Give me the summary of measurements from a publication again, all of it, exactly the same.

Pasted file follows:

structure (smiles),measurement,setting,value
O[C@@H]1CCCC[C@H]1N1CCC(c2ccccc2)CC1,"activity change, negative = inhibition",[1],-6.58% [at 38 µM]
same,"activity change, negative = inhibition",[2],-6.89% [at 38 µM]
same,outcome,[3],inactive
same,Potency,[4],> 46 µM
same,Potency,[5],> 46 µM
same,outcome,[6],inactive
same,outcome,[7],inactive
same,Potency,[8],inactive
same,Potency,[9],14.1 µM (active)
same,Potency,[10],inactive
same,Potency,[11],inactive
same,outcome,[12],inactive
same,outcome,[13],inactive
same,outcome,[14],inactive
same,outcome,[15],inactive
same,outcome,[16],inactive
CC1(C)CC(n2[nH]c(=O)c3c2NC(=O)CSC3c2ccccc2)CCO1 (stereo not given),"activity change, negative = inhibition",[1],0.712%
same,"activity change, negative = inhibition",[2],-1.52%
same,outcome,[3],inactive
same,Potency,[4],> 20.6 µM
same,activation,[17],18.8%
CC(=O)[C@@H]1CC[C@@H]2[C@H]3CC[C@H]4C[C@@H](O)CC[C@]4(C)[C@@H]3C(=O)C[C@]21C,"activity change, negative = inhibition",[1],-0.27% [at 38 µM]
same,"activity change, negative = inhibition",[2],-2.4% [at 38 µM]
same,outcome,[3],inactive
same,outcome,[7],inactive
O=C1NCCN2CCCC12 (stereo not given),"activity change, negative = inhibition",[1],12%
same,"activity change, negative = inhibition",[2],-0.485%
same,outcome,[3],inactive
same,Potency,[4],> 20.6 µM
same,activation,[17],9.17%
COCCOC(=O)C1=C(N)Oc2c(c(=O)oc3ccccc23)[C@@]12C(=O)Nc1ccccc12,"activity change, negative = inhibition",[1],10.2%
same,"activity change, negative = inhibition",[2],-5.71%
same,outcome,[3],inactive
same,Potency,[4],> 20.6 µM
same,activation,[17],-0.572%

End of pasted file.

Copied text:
structure (smiles),measurement,setting,value
O[C@@H]1CCCC[C@H]1N1CCC(c2ccccc2)CC1,"activity change, negative = inhibition",[1],-6.58% [at 38 µM]
same,"activity change, negative = inhibition",[2],-6.89% [at 38 µM]
same,outcome,[3],inactive
same,Potency,[4],> 46 µM
same,Potency,[5],> 46 µM
same,outcome,[6],inactive
same,outcome,[7],inactive
same,Potency,[8],inactive
same,Potency,[9],14.1 µM (active)
same,Potency,[10],inactive
same,Potency,[11],inactive
same,outcome,[12],inactive
same,outcome,[13],inactive
same,outcome,[14],inactive
same,outcome,[15],inactive
same,outcome,[16],inactive
CC1(C)CC(n2[nH]c(=O)c3c2NC(=O)CSC3c2ccccc2)CCO1 (stereo not given),"activity change, negative = inhibition",[1],0.712%
same,"activity change, negative = inhibition",[2],-1.52%
same,outcome,[3],inactive
same,Potency,[4],> 20.6 µM
same,activation,[17],18.8%
CC(=O)[C@@H]1CC[C@@H]2[C@H]3CC[C@H]4C[C@@H](O)CC[C@]4(C)[C@@H]3C(=O)C[C@]21C,"activity change, negative = inhibition",[1],-0.27% [at 38 µM]
same,"activity change, negative = inhibition",[2],-2.4% [at 38 µM]
same,outcome,[3],inactive
same,outcome,[7],inactive
O=C1NCCN2CCCC12 (stereo not given),"activity change, negative = inhibition",[1],12%
same,"activity change, negative = inhibition",[2],-0.485%
same,outcome,[3],inactive
same,Potency,[4],> 20.6 µM
same,activation,[17],9.17%
COCCOC(=O)C1=C(N)Oc2c(c(=O)oc3ccccc23)[C@@]12C(=O)Nc1ccccc12,"activity change, negative = inhibition",[1],10.2%
same,"activity change, negative = inhibition",[2],-5.71%
same,outcome,[3],inactive
same,Potency,[4],> 20.6 µM
same,activation,[17],-0.572%